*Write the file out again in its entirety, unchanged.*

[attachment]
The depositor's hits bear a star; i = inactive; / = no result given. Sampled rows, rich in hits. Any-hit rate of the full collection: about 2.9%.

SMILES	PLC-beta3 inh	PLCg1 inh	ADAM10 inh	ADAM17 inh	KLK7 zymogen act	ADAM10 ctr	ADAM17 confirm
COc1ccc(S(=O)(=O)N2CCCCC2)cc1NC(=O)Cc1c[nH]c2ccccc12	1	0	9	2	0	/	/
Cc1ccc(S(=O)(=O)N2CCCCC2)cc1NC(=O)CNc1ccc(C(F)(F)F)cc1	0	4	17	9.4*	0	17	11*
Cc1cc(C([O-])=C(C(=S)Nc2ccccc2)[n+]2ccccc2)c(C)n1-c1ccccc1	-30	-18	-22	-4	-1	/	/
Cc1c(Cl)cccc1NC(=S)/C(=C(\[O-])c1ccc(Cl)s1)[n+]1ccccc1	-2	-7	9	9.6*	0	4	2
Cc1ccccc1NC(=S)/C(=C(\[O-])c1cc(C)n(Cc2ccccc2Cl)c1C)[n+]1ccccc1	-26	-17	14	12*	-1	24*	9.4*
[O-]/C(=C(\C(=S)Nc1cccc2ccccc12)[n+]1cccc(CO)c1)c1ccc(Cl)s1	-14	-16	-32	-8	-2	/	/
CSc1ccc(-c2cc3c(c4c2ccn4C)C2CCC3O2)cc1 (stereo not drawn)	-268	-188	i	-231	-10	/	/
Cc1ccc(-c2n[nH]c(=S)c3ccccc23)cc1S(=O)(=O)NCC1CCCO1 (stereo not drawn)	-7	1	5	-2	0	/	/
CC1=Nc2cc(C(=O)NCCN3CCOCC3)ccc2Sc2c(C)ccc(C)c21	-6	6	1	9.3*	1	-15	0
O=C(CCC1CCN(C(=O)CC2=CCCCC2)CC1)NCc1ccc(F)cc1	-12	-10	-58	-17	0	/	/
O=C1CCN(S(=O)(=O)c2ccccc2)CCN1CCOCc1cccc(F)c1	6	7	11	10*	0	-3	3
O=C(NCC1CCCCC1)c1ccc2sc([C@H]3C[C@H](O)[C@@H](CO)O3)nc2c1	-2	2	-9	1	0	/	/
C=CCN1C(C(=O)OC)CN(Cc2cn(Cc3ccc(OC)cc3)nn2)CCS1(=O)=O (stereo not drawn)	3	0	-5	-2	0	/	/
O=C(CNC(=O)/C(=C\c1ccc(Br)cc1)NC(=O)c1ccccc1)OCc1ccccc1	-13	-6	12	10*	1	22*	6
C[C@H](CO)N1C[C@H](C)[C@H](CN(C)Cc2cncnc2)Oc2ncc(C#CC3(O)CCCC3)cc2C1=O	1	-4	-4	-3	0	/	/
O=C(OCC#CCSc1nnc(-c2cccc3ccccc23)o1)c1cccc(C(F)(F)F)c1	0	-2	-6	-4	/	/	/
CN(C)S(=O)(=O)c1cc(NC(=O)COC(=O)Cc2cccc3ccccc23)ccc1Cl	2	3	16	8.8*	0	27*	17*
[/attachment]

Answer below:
The depositor's hits bear a star; i = inactive; / = no result given. Sampled rows, rich in hits. Any-hit rate of the full collection: about 2.9%.

SMILES	PLC-beta3 inh	PLCg1 inh	ADAM10 inh	ADAM17 inh	KLK7 zymogen act	ADAM10 ctr	ADAM17 confirm
COc1ccc(S(=O)(=O)N2CCCCC2)cc1NC(=O)Cc1c[nH]c2ccccc12	1	0	9	2	0	/	/
Cc1ccc(S(=O)(=O)N2CCCCC2)cc1NC(=O)CNc1ccc(C(F)(F)F)cc1	0	4	17	9.4*	0	17	11*
Cc1cc(C([O-])=C(C(=S)Nc2ccccc2)[n+]2ccccc2)c(C)n1-c1ccccc1	-30	-18	-22	-4	-1	/	/
Cc1c(Cl)cccc1NC(=S)/C(=C(\[O-])c1ccc(Cl)s1)[n+]1ccccc1	-2	-7	9	9.6*	0	4	2
Cc1ccccc1NC(=S)/C(=C(\[O-])c1cc(C)n(Cc2ccccc2Cl)c1C)[n+]1ccccc1	-26	-17	14	12*	-1	24*	9.4*
[O-]/C(=C(\C(=S)Nc1cccc2ccccc12)[n+]1cccc(CO)c1)c1ccc(Cl)s1	-14	-16	-32	-8	-2	/	/
CSc1ccc(-c2cc3c(c4c2ccn4C)C2CCC3O2)cc1 (stereo not drawn)	-268	-188	i	-231	-10	/	/
Cc1ccc(-c2n[nH]c(=S)c3ccccc23)cc1S(=O)(=O)NCC1CCCO1 (stereo not drawn)	-7	1	5	-2	0	/	/
CC1=Nc2cc(C(=O)NCCN3CCOCC3)ccc2Sc2c(C)ccc(C)c21	-6	6	1	9.3*	1	-15	0
O=C(CCC1CCN(C(=O)CC2=CCCCC2)CC1)NCc1ccc(F)cc1	-12	-10	-58	-17	0	/	/
O=C1CCN(S(=O)(=O)c2ccccc2)CCN1CCOCc1cccc(F)c1	6	7	11	10*	0	-3	3
O=C(NCC1CCCCC1)c1ccc2sc([C@H]3C[C@H](O)[C@@H](CO)O3)nc2c1	-2	2	-9	1	0	/	/
C=CCN1C(C(=O)OC)CN(Cc2cn(Cc3ccc(OC)cc3)nn2)CCS1(=O)=O (stereo not drawn)	3	0	-5	-2	0	/	/
O=C(CNC(=O)/C(=C\c1ccc(Br)cc1)NC(=O)c1ccccc1)OCc1ccccc1	-13	-6	12	10*	1	22*	6
C[C@H](CO)N1C[C@H](C)[C@H](CN(C)Cc2cncnc2)Oc2ncc(C#CC3(O)CCCC3)cc2C1=O	1	-4	-4	-3	0	/	/
O=C(OCC#CCSc1nnc(-c2cccc3ccccc23)o1)c1cccc(C(F)(F)F)c1	0	-2	-6	-4	/	/	/
CN(C)S(=O)(=O)c1cc(NC(=O)COC(=O)Cc2cccc3ccccc23)ccc1Cl	2	3	16	8.8*	0	27*	17*